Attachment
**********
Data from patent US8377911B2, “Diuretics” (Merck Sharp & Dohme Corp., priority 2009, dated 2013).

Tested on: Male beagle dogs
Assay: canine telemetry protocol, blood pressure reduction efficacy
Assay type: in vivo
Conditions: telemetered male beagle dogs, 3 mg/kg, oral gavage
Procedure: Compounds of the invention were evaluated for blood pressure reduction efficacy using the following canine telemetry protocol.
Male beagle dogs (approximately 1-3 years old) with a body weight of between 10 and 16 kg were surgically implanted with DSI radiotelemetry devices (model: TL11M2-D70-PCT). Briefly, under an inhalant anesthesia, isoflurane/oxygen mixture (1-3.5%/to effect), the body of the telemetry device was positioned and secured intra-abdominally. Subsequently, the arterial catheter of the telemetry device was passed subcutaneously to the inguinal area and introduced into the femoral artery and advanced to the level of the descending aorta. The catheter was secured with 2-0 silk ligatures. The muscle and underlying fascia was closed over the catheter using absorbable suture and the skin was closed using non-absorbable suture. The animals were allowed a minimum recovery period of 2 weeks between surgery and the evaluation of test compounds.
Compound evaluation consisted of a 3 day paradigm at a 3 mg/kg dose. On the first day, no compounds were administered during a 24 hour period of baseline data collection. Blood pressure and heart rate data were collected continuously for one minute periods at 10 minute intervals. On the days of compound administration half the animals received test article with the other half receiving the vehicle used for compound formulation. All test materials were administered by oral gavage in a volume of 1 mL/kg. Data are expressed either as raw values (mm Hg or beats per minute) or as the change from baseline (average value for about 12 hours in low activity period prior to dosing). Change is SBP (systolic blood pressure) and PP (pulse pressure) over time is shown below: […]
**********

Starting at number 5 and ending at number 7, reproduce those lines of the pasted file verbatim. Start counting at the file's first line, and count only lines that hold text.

Conditions: telemetered male beagle dogs, 3 mg/kg, oral gavage
Procedure: Compounds of the invention were evaluated for blood pressure reduction efficacy using the following canine telemetry protocol.
Male beagle dogs (approximately 1-3 years old) with a body weight of between 10 and 16 kg were surgically implanted with DSI radiotelemetry devices (model: TL11M2-D70-PCT). Briefly, under an inhalant anesthesia, isoflurane/oxygen mixture (1-3.5%/to effect), the body of the telemetry device was positioned and secured intra-abdominally. Subsequently, the arterial catheter of the telemetry device was passed subcutaneously to the inguinal area and introduced into the femoral artery and advanced to the level of the descending aorta. The catheter was secured with 2-0 silk ligatures. The muscle and underlying fascia was closed over the catheter using absorbable suture and the skin was closed using non-absorbable suture. The animals were allowed a minimum recovery period of 2 weeks between surgery and the evaluation of test compounds.